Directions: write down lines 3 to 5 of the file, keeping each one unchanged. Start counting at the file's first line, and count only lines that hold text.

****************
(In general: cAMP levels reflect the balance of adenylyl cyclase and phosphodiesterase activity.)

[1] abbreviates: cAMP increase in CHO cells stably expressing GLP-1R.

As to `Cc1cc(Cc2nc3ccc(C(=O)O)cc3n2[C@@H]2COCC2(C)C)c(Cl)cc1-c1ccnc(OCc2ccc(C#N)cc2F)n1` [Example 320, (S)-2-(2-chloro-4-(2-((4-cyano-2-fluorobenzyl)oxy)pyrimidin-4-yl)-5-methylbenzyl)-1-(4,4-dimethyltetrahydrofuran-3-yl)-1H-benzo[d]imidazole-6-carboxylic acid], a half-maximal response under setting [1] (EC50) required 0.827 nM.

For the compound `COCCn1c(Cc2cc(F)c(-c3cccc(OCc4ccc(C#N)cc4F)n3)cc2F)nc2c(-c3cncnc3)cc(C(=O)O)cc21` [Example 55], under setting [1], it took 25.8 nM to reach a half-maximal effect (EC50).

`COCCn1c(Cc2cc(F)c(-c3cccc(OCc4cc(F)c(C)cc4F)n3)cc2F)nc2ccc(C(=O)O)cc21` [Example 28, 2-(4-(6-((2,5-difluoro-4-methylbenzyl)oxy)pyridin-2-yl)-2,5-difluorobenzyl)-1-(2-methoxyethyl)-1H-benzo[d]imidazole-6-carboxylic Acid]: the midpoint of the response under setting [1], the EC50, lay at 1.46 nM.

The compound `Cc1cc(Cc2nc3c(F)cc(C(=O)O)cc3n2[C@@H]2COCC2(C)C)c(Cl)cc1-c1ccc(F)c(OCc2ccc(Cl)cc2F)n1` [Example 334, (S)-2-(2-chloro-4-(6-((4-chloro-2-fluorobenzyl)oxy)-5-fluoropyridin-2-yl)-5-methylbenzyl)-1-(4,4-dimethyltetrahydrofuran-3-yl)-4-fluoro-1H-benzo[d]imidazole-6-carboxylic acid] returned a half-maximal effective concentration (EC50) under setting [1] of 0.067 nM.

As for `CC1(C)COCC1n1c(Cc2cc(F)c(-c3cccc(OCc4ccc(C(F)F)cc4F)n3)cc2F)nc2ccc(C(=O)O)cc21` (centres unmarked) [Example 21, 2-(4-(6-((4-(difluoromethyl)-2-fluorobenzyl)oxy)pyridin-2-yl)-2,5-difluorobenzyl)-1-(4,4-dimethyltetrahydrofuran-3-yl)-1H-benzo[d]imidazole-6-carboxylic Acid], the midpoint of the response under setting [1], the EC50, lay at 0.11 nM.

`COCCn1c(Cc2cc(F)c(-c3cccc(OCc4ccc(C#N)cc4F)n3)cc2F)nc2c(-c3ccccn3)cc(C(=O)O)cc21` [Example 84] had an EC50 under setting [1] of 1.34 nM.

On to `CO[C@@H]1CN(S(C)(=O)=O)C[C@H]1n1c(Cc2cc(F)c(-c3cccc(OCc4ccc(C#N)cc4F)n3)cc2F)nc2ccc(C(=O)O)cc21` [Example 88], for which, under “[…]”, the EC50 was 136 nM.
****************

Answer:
As to `Cc1cc(Cc2nc3ccc(C(=O)O)cc3n2[C@@H]2COCC2(C)C)c(Cl)cc1-c1ccnc(OCc2ccc(C#N)cc2F)n1` [Example 320, (S)-2-(2-chloro-4-(2-((4-cyano-2-fluorobenzyl)oxy)pyrimidin-4-yl)-5-methylbenzyl)-1-(4,4-dimethyltetrahydrofuran-3-yl)-1H-benzo[d]imidazole-6-carboxylic acid], a half-maximal response under setting [1] (EC50) required 0.827 nM.

For the compound `COCCn1c(Cc2cc(F)c(-c3cccc(OCc4ccc(C#N)cc4F)n3)cc2F)nc2c(-c3cncnc3)cc(C(=O)O)cc21` [Example 55], under setting [1], it took 25.8 nM to reach a half-maximal effect (EC50).

`COCCn1c(Cc2cc(F)c(-c3cccc(OCc4cc(F)c(C)cc4F)n3)cc2F)nc2ccc(C(=O)O)cc21` [Example 28, 2-(4-(6-((2,5-difluoro-4-methylbenzyl)oxy)pyridin-2-yl)-2,5-difluorobenzyl)-1-(2-methoxyethyl)-1H-benzo[d]imidazole-6-carboxylic Acid]: the midpoint of the response under setting [1], the EC50, lay at 1.46 nM.